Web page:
Etymology: Middle English, from Old English healdan; akin to Old High German haltan to hold, and perhaps to Latin celer rapid, Greek klonos agitation
Date: before 12th century
a. to have possession or ownership of or have at one's disposal <holds property worth millions> <the bank holds the title to the car> b. to have as a privilege or position of responsibility <hold a professorship> c. to have as a mark of distinction <holds the record for the 100-yard dash> <holds a PhD> 2. to keep under restraint <hold price increases to a minimum>: as a. to prevent free expression of <hold your temper> b. to prevent from some action <ordered the troops to hold fire> <the only restraining motive which may hold the hand of a tyrant — Thomas Jefferson> c. to keep back from use <ask them to hold a room for us> <I'll have a hot dog, and hold the mustard> d. to delay temporarily the handling of <please hold all my calls> 3. to make liable or accountable or bound to an obligation <I'll hold you to your promise> 4. a. to have or maintain in the grasp <hold my hand> <this is how you hold the racket>; also aim, point <held a gun on them> b. to support in a particular position or keep from falling or moving <hold me up so I can see> <hold the ladder steady> <a clamp holds the whole thing together> <hold your head up> c. to bear the pressure of ; support <can the roof hold all of that weight> 5. to prevent from leaving or getting away <hold the train>: as a. to avoid emitting or letting out <how long can you hold your breath> b. to restrain as or as if a captive <the suspect was held without bail> <held them at gunpoint>; also to have strong appeal to <the book held my interest throughout> 6. a. to enclose and keep in a container or within bounds ; contain <the jug holds one gallon> <this corral will not hold all of the horses> b. to be able to consume easily or without undue effect <can't hold any more pie>; especially to be able to drink (alcoholic beverages) without becoming noticeably drunk <can't hold your liquor> c. accommodate <the restaurant holds 400 diners> d. to have as a principal or essential feature or attribute <the book holds a number of surprises>; also to have in store <no one knows what the future holds> 7. a. to have in the mind or express as a judgment, opinion, or belief <I hold the view that this is wrong> <hold a grudge> <holding that it is nobody's business but his — Jack Olsen> — often used with against <in America they hold everything you say against you — Paul McCartney> b. to think of in a particular way ; regard <were held in high esteem> 8. a. to assemble for and carry on the activity of <held a convention> b. to cause to be carried on ; conduct <will hold a seminar> c. to produce or sponsor especially as a public exhibition <will hold an art show> 9. a. to maintain occupation, control, or defense of <the troops held the ridge>; also to resist the offensive efforts or advance of <held the opposing team to just two points> b. to maintain (a certain condition, situation, or course of action) without change <hold a course due east> 10. to cover (a part of the body) especially for protection <had to hold their ears because of the cold> intransitive verb 1. a. to maintain position ; refuse to give ground <the defensive line is holding> b. to continue in the same way or to the same degree ; last <hopes the weather will hold> — often used with up 2. to derive right or title — often used with of or from 3. to be or remain valid ; apply <the rule holds in most cases> — often used in the phrase hold true 4. to maintain a grasp on something ; remain fastened to something <the anchor held in the rough sea> 5. to go ahead as one has been going <held south for several miles> 6. to bear or carry oneself <asked him to hold still> 7. to forbear an intended or threatened action ; halt, pause — often used as a command 8. to stop counting during a countdown 9. slang to have illicit drug material in one's possession Synonyms: see contain II. noun Date: 14th century 1. stronghold 1 2. a. confinement, custody b. prison 3. a. (1) the act or the manner of holding or grasping ; grip <released his hold on the handle> (2) a manner of grasping an opponent in wrestling b. a nonphysical bond that attaches, restrains, or constrains or by which something is affected, controlled, or dominated <has lost its hold on the broad public — Oscar Cargill> c. full comprehension <get hold of exactly what is happening — J. P. Lyford> d. full or immediate control ; possession <get hold of yourself> <wants to get hold of a road map> e. touch 14 — used with of <tried to get hold of me> 4. something that may be grasped as a support 5. a. fermata b. the time between the onset and the release of a vocal articulation 6. a sudden motionless posture at the end of a dance 7. a. an order or indication that something is to be reserved or delayed b. a delay in a countdown (as in launching a spacecraft) III. noun Etymology: alteration of hole Date: 1591 1. the interior of a ship below decks; especially the cargo deck of a ship 2. the cargo compartment of a plane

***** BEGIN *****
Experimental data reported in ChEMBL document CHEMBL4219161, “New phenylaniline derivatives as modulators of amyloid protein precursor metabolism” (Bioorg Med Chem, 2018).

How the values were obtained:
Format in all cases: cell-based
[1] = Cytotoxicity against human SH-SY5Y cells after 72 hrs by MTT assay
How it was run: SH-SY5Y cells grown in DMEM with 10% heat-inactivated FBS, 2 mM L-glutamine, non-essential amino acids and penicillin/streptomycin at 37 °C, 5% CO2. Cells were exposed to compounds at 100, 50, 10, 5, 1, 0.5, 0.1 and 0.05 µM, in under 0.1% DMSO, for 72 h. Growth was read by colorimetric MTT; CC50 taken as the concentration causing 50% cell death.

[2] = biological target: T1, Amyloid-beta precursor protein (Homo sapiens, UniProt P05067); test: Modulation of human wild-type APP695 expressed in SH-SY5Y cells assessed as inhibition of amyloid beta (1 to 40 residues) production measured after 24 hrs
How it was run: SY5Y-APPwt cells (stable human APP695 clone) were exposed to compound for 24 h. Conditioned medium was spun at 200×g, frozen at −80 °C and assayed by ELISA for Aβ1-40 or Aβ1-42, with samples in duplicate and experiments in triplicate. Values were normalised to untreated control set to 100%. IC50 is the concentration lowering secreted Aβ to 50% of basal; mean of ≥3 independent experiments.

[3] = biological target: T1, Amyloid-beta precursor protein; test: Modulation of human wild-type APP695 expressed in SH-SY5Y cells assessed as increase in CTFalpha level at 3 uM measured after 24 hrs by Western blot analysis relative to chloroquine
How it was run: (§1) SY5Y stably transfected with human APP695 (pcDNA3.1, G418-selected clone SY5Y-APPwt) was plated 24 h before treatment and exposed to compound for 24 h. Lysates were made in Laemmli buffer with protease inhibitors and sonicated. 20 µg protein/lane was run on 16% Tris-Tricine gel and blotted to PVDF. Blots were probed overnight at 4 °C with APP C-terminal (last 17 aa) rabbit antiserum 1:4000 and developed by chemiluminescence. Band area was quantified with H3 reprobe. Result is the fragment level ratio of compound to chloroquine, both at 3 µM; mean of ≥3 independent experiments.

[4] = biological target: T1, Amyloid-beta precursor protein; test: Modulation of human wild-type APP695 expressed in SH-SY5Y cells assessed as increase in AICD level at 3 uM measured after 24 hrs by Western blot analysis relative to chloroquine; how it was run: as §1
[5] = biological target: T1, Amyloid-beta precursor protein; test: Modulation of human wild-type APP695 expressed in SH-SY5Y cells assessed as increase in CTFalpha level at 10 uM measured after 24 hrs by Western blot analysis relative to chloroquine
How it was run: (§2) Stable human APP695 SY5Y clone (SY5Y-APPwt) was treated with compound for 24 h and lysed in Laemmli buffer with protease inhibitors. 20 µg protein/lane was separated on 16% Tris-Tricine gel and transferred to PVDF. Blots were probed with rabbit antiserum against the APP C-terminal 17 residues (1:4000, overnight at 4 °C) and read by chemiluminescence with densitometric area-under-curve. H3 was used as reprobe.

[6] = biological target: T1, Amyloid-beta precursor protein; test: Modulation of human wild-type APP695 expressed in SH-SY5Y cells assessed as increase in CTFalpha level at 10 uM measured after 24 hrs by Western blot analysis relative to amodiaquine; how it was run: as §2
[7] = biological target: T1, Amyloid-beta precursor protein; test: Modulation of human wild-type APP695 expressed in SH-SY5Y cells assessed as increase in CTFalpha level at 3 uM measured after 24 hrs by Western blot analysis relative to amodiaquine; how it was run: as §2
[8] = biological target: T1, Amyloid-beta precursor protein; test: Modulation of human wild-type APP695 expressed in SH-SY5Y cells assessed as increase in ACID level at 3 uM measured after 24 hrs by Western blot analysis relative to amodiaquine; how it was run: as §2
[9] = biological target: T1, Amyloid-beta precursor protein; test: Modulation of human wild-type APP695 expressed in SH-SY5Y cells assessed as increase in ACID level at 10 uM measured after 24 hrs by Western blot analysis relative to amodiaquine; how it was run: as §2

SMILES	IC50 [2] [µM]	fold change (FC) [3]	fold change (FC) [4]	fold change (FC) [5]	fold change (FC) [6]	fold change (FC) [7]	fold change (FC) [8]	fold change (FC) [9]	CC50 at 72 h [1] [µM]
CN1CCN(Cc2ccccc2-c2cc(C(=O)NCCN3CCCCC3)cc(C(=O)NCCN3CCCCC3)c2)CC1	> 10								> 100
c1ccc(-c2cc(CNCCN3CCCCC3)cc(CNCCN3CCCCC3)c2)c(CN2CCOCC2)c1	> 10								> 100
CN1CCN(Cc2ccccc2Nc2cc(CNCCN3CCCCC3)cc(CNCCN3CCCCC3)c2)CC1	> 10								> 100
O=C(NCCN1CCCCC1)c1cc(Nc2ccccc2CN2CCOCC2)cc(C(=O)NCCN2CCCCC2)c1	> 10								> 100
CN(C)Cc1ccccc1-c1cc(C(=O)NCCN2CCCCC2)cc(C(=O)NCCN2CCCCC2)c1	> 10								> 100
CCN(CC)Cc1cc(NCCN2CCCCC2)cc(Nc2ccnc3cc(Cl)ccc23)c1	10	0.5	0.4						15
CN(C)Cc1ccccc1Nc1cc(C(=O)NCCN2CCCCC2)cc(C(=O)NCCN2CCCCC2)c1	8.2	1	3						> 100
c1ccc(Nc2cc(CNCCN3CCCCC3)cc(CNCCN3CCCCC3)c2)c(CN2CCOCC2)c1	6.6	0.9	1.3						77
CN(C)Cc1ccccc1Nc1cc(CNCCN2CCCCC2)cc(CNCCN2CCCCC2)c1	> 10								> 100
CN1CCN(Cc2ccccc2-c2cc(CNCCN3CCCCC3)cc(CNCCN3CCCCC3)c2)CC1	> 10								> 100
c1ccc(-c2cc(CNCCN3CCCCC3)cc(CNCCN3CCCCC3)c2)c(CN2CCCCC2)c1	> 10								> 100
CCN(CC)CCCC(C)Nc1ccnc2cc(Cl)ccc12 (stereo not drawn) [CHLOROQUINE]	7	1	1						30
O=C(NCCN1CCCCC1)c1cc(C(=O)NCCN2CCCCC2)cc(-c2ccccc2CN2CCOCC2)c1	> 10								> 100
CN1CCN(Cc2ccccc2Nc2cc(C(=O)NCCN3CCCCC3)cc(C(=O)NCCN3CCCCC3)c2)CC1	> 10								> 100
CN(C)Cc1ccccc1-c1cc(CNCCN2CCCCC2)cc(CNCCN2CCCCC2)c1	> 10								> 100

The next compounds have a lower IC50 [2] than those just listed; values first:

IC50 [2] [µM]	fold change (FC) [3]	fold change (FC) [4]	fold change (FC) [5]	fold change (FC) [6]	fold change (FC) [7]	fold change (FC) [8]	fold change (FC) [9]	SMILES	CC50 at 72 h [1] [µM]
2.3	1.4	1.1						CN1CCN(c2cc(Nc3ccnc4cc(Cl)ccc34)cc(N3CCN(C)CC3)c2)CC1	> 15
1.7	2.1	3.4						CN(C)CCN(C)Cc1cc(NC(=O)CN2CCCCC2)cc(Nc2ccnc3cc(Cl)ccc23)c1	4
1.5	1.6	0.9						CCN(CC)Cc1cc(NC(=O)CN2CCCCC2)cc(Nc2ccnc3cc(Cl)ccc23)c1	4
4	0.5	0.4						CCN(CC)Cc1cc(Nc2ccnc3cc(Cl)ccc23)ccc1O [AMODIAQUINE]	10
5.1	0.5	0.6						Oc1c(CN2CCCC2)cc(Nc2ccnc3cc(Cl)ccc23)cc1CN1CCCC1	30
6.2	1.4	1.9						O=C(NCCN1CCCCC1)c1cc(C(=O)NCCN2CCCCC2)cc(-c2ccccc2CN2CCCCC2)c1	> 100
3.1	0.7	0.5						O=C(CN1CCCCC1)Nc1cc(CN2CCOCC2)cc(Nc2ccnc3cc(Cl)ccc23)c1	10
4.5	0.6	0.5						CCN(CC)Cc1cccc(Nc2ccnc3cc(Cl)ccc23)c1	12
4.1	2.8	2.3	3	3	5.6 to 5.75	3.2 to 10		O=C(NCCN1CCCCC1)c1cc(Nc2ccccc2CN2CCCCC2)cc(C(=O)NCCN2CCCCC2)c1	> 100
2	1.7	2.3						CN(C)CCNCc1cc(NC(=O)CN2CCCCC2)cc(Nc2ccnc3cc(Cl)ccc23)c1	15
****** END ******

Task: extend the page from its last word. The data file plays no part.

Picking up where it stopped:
New Collegiate Dictionary. 2001.